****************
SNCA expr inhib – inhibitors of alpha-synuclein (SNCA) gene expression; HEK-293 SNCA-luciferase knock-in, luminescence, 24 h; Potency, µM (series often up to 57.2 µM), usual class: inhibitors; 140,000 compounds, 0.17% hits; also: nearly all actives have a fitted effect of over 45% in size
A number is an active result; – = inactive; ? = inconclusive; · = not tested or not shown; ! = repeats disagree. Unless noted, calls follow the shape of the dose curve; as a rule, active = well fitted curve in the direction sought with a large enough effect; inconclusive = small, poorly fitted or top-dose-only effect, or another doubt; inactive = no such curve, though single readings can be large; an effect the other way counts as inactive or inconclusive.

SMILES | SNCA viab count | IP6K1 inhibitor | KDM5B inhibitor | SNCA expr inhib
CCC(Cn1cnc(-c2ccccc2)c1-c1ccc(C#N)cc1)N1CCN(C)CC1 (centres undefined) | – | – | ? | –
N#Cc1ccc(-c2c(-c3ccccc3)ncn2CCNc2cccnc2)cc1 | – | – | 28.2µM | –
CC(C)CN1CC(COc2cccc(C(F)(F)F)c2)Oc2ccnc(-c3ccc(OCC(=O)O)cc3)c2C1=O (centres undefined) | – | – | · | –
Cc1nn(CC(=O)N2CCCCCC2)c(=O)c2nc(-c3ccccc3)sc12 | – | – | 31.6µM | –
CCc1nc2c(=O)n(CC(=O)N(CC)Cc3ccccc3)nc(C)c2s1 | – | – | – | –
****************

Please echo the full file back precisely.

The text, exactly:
SNCA expr inhib – inhibitors of alpha-synuclein (SNCA) gene expression; HEK-293 SNCA-luciferase knock-in, luminescence, 24 h; Potency, µM (series often up to 57.2 µM), usual class: inhibitors; 140,000 compounds, 0.17% hits; also: nearly all actives have a fitted effect of over 45% in size
A number is an active result; – = inactive; ? = inconclusive; · = not tested or not shown; ! = repeats disagree. Unless noted, calls follow the shape of the dose curve; as a rule, active = well fitted curve in the direction sought with a large enough effect; inconclusive = small, poorly fitted or top-dose-only effect, or another doubt; inactive = no such curve, though single readings can be large; an effect the other way counts as inactive or inconclusive.

SMILES | SNCA viab count | IP6K1 inhibitor | KDM5B inhibitor | SNCA expr inhib
CCC(Cn1cnc(-c2ccccc2)c1-c1ccc(C#N)cc1)N1CCN(C)CC1 (centres undefined) | – | – | ? | –
N#Cc1ccc(-c2c(-c3ccccc3)ncn2CCNc2cccnc2)cc1 | – | – | 28.2µM | –
CC(C)CN1CC(COc2cccc(C(F)(F)F)c2)Oc2ccnc(-c3ccc(OCC(=O)O)cc3)c2C1=O (centres undefined) | – | – | · | –
Cc1nn(CC(=O)N2CCCCCC2)c(=O)c2nc(-c3ccccc3)sc12 | – | – | 31.6µM | –
CCc1nc2c(=O)n(CC(=O)N(CC)Cc3ccccc3)nc(C)c2s1 | – | – | – | –